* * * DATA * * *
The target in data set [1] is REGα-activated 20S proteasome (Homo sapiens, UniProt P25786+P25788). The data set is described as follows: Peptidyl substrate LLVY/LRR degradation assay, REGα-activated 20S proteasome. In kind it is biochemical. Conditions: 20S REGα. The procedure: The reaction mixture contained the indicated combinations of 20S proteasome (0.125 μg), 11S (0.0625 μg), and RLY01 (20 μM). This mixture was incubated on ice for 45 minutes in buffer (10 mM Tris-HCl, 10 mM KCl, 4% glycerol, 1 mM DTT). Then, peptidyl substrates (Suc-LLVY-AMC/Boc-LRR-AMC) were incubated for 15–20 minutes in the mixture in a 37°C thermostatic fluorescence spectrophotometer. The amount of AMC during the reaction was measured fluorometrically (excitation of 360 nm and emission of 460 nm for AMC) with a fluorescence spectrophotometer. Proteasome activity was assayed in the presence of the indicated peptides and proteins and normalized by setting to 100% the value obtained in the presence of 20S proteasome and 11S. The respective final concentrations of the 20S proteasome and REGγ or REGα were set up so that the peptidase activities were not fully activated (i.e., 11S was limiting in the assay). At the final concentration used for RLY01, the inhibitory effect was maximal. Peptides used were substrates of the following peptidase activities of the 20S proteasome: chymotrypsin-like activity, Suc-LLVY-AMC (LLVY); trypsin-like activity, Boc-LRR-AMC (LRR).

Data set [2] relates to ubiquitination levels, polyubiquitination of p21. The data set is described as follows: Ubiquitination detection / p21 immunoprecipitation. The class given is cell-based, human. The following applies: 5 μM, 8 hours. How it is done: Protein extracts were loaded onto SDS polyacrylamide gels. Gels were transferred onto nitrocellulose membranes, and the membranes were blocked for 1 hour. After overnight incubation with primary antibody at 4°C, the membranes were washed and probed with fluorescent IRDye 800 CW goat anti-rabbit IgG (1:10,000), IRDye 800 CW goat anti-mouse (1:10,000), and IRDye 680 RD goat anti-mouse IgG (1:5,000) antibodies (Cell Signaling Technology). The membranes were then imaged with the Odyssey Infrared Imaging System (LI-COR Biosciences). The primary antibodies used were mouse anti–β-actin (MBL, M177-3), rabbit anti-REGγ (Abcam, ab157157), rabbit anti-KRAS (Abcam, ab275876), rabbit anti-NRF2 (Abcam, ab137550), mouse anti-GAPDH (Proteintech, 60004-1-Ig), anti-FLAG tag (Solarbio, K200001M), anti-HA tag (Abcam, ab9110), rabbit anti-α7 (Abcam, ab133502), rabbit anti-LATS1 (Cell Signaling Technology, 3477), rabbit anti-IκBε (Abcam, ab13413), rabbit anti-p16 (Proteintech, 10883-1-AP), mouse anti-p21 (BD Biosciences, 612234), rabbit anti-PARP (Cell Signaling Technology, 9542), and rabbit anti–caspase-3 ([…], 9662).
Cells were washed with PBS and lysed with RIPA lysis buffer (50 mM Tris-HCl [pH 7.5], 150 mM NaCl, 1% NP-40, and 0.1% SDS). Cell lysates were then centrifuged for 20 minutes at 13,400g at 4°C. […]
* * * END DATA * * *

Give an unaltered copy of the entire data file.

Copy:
The target in data set [1] is REGα-activated 20S proteasome (Homo sapiens, UniProt P25786+P25788). The data set is described as follows: Peptidyl substrate LLVY/LRR degradation assay, REGα-activated 20S proteasome. In kind it is biochemical. Conditions: 20S REGα. The procedure: The reaction mixture contained the indicated combinations of 20S proteasome (0.125 μg), 11S (0.0625 μg), and RLY01 (20 μM). This mixture was incubated on ice for 45 minutes in buffer (10 mM Tris-HCl, 10 mM KCl, 4% glycerol, 1 mM DTT). Then, peptidyl substrates (Suc-LLVY-AMC/Boc-LRR-AMC) were incubated for 15–20 minutes in the mixture in a 37°C thermostatic fluorescence spectrophotometer. The amount of AMC during the reaction was measured fluorometrically (excitation of 360 nm and emission of 460 nm for AMC) with a fluorescence spectrophotometer. Proteasome activity was assayed in the presence of the indicated peptides and proteins and normalized by setting to 100% the value obtained in the presence of 20S proteasome and 11S. The respective final concentrations of the 20S proteasome and REGγ or REGα were set up so that the peptidase activities were not fully activated (i.e., 11S was limiting in the assay). At the final concentration used for RLY01, the inhibitory effect was maximal. Peptides used were substrates of the following peptidase activities of the 20S proteasome: chymotrypsin-like activity, Suc-LLVY-AMC (LLVY); trypsin-like activity, Boc-LRR-AMC (LRR).

Data set [2] relates to ubiquitination levels, polyubiquitination of p21. The data set is described as follows: Ubiquitination detection / p21 immunoprecipitation. The class given is cell-based, human. The following applies: 5 μM, 8 hours. How it is done: Protein extracts were loaded onto SDS polyacrylamide gels. Gels were transferred onto nitrocellulose membranes, and the membranes were blocked for 1 hour. After overnight incubation with primary antibody at 4°C, the membranes were washed and probed with fluorescent IRDye 800 CW goat anti-rabbit IgG (1:10,000), IRDye 800 CW goat anti-mouse (1:10,000), and IRDye 680 RD goat anti-mouse IgG (1:5,000) antibodies (Cell Signaling Technology). The membranes were then imaged with the Odyssey Infrared Imaging System (LI-COR Biosciences). The primary antibodies used were mouse anti–β-actin (MBL, M177-3), rabbit anti-REGγ (Abcam, ab157157), rabbit anti-KRAS (Abcam, ab275876), rabbit anti-NRF2 (Abcam, ab137550), mouse anti-GAPDH (Proteintech, 60004-1-Ig), anti-FLAG tag (Solarbio, K200001M), anti-HA tag (Abcam, ab9110), rabbit anti-α7 (Abcam, ab133502), rabbit anti-LATS1 (Cell Signaling Technology, 3477), rabbit anti-IκBε (Abcam, ab13413), rabbit anti-p16 (Proteintech, 10883-1-AP), mouse anti-p21 (BD Biosciences, 612234), rabbit anti-PARP (Cell Signaling Technology, 9542), and rabbit anti–caspase-3 ([…], 9662).
Cells were washed with PBS and lysed with RIPA lysis buffer (50 mM Tris-HCl [pH 7.5], 150 mM NaCl, 1% NP-40, and 0.1% SDS). Cell lysates were then centrifuged for 20 minutes at 13,400g at 4°C. […]